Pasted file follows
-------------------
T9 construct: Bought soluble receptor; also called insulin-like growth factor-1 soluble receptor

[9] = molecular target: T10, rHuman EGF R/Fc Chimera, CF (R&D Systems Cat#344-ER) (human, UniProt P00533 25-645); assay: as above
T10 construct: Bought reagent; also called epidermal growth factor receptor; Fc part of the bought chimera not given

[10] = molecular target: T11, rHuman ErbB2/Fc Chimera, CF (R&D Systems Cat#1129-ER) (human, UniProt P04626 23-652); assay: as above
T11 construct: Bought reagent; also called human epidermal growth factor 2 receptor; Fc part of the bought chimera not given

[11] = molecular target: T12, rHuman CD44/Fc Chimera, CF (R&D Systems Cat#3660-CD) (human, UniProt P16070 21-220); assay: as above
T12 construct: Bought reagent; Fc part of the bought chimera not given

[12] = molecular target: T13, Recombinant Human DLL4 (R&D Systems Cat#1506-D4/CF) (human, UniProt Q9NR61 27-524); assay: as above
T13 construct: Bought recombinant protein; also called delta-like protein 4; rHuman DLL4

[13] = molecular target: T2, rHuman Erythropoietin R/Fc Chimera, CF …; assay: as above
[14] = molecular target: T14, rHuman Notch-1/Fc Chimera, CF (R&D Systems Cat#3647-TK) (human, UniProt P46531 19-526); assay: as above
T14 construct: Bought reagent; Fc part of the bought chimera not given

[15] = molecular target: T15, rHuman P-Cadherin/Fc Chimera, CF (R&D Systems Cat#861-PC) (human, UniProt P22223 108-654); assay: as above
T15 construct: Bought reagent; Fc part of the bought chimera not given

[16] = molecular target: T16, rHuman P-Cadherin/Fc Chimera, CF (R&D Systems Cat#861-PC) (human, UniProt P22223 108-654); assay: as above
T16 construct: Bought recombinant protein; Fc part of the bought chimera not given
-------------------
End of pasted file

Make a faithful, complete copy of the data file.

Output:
T9 construct: Bought soluble receptor; also called insulin-like growth factor-1 soluble receptor

[9] = molecular target: T10, rHuman EGF R/Fc Chimera, CF (R&D Systems Cat#344-ER) (human, UniProt P00533 25-645); assay: as above
T10 construct: Bought reagent; also called epidermal growth factor receptor; Fc part of the bought chimera not given

[10] = molecular target: T11, rHuman ErbB2/Fc Chimera, CF (R&D Systems Cat#1129-ER) (human, UniProt P04626 23-652); assay: as above
T11 construct: Bought reagent; also called human epidermal growth factor 2 receptor; Fc part of the bought chimera not given

[11] = molecular target: T12, rHuman CD44/Fc Chimera, CF (R&D Systems Cat#3660-CD) (human, UniProt P16070 21-220); assay: as above
T12 construct: Bought reagent; Fc part of the bought chimera not given

[12] = molecular target: T13, Recombinant Human DLL4 (R&D Systems Cat#1506-D4/CF) (human, UniProt Q9NR61 27-524); assay: as above
T13 construct: Bought recombinant protein; also called delta-like protein 4; rHuman DLL4

[13] = molecular target: T2, rHuman Erythropoietin R/Fc Chimera, CF …; assay: as above
[14] = molecular target: T14, rHuman Notch-1/Fc Chimera, CF (R&D Systems Cat#3647-TK) (human, UniProt P46531 19-526); assay: as above
T14 construct: Bought reagent; Fc part of the bought chimera not given

[15] = molecular target: T15, rHuman P-Cadherin/Fc Chimera, CF (R&D Systems Cat#861-PC) (human, UniProt P22223 108-654); assay: as above
T15 construct: Bought reagent; Fc part of the bought chimera not given

[16] = molecular target: T16, rHuman P-Cadherin/Fc Chimera, CF (R&D Systems Cat#861-PC) (human, UniProt P22223 108-654); assay: as above
T16 construct: Bought recombinant protein; Fc part of the bought chimera not given